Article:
Spoiled Brats by Simon Rich

I did not love this as much as the previous two books of his that I read. That said, I laughed out loud plenty of times.  As the title might suggest, there is lots of commentary on spoiled brats, and privileged millenials. Consequently, a lot of the stories feature incredibly unlikable characters. Nonetheless, their unlikability is pretty funny.

In a stand out story for me (and the longest one), Sell Out,  a man falls into pickle brine and is preserved for 100 years. When he wakes up it’s 2014. This hard-working immigrant is matched up with his great great grandson, Simon Rich (all the characters are named that which cracks me up), who is just an awful guy. With just 7 cents the old sets out to make millions. His work ethic and lack of understanding of modern ways resonates with Brooklyn hipsters in many funny exchanges. Ultimately Herschel is really just as much of an ass as Simon, but oh the trip there is so funny. Dumb hipsters abound in the stories, too. The Elf on the Shelf story is disturbing (especially read post-holidays). Played Out features a guy so in search of the hippest thing that he is living in a sewer.

I really liked the last story, Big Break, which was a great end to the collection.  A bunch of guys who just know they’re going to make it finally are super excited by the talent agent that comes to their show, but they’re in for a surprise when they find out who he really is.

If the last book had love as a theme, this one has “growing up and getting a real job” as a theme. It’s a concept in most of the stories, always poking fun at the characters.

The Last Girlfriend on Earth and Other Love Stories by Simon Rich

lastgirlSimon Rich is hilarious. It’s been a while since I thought of him, but an appearance on some late show had Paul looking up what he’s done lately and bringing home his two newest works.  This one is a collection of thematically related stories, vignettes, jokes.  Divided into three sections (boy meets girl, boy gets girl, boy loses girl) the stories all work together well.  Some of the stories are typically clever and funny  and others are straight up cuckoo and funny.  I didn’t outright dislike any, making this a very solid even collection.  Stories include sirens living in the Gowanus Canal; God’s girlfriend getting mad at him on the phone when she can hear him continuing to work while supposedly listening to her boring work story (“Let there be elephants.” I heard that!); Girlfriends acting mean because of defective parts; Dog Missed Connections, and more. I laughed out loud a lot during this, so be forewarned should you be reading this on a morning commute or airplane right.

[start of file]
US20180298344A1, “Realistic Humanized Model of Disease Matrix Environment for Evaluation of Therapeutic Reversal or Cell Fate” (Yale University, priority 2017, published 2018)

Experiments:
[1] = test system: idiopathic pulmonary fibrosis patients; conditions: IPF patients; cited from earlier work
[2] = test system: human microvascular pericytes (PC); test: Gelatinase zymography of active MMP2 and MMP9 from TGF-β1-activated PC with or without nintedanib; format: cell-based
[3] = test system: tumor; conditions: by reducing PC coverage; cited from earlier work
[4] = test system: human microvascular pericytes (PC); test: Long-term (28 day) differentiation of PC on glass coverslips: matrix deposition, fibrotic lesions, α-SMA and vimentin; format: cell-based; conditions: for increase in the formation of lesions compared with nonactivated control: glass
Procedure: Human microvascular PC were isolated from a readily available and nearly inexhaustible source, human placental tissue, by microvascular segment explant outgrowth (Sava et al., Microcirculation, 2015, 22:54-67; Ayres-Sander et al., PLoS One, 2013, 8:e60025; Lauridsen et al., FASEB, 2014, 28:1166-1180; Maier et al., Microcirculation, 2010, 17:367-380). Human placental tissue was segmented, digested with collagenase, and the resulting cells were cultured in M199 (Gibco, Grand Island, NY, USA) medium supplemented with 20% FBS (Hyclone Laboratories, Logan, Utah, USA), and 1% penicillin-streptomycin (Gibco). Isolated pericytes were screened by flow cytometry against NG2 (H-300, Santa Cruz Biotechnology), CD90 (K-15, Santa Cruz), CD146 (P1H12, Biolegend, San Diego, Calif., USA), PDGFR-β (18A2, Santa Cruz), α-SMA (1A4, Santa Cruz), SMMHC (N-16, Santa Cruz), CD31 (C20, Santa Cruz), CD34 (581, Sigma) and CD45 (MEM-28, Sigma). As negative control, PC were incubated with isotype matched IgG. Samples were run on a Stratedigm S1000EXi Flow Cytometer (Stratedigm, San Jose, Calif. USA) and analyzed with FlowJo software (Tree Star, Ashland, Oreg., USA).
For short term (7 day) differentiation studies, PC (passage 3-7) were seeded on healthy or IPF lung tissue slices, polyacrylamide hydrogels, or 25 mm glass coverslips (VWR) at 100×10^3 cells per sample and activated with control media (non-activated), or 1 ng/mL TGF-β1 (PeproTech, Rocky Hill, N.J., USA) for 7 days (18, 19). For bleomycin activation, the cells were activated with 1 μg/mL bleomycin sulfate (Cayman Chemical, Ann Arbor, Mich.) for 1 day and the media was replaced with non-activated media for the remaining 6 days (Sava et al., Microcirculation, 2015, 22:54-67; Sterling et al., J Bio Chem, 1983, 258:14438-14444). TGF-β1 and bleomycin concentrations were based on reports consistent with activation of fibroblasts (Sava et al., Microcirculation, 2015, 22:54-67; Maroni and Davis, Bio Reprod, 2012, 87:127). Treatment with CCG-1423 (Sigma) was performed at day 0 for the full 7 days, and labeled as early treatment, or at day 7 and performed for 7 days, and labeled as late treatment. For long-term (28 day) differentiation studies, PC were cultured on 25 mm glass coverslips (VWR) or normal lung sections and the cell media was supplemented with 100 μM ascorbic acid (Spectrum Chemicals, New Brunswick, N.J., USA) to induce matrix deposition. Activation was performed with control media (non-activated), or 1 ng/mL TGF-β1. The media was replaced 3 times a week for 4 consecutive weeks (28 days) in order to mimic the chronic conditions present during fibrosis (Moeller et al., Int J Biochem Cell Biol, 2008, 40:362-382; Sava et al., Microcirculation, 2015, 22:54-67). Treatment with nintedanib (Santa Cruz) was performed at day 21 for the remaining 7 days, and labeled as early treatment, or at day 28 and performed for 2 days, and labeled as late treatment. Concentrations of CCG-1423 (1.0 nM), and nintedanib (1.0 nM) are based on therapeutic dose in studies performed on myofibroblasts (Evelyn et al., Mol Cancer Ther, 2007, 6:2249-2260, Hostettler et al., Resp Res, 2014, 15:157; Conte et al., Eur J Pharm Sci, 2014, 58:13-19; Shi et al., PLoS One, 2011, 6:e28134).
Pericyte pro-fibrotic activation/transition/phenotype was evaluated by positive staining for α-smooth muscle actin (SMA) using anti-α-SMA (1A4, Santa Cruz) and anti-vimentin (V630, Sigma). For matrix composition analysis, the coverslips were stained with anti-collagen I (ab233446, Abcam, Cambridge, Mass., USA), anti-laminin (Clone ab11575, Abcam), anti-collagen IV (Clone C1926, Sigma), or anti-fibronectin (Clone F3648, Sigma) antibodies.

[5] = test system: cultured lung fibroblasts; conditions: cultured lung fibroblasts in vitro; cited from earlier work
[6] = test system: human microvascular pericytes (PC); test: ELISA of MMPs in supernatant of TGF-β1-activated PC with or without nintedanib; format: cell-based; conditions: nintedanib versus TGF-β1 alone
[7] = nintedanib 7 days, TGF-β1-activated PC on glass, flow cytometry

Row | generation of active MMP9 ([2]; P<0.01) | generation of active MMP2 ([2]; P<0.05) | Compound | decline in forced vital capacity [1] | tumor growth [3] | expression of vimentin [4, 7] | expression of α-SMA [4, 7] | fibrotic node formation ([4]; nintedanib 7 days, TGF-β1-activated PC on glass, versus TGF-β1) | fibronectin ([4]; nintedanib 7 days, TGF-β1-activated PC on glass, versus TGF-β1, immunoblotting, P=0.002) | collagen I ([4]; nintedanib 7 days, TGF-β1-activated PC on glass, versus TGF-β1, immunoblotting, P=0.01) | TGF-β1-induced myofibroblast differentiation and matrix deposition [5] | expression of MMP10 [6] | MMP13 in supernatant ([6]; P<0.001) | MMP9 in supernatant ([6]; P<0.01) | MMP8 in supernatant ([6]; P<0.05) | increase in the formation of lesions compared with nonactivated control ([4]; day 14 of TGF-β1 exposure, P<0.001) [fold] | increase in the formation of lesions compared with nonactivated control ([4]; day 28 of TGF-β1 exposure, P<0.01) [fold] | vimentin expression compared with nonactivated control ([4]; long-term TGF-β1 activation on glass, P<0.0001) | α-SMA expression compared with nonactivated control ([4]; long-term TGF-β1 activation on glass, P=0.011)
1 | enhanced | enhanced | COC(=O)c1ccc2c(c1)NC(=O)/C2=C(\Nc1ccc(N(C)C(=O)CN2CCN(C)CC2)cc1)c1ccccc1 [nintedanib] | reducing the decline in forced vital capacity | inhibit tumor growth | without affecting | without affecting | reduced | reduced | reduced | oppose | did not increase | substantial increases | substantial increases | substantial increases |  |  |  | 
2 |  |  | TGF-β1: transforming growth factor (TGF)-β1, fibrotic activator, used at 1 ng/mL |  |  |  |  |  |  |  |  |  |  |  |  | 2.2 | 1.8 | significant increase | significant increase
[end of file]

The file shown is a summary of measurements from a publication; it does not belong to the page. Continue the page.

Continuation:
21 Proms ed. by David Levithan and Daniel Ehrenhaft

21-proms.jpgThis is collection of 21 stories by today’s best young adult authors. The topic is obviously the prom. Or, as everyone outside of New Jersey says, “prom”. (This is true. We say “I’m going to the prom.” But apparently everyone else, especially in John Hughes movies set in the Chicago suburbs, says “I’m going to prom.” or “What about prom, Blaine?” )

As with any collection there are hits and misses. I skipped a few stories, but overall a pretty solid collection. My favorites:

John Green’s “The Great American Morp”–Girl hosts an anti-prom at her house. John Green is a Printz and Printz Honor winner, and also very witty and charming to boot. Check out his video blog http://www.brotherhood2.com This story was v. funny and had characteristic John Green smarty pants humor. Also the phrase “jill off”, which made me laugh out loud.

“You are a Prom Queen, Dance, Dance, Dance” by Elizabeth Craft–Girl has date at the prom who makes her reveal her true feelings for him. A nice regular old story.

“Mom Called She Says You Have to go to Prom” by Adrienne Maria Vrettos Continue reading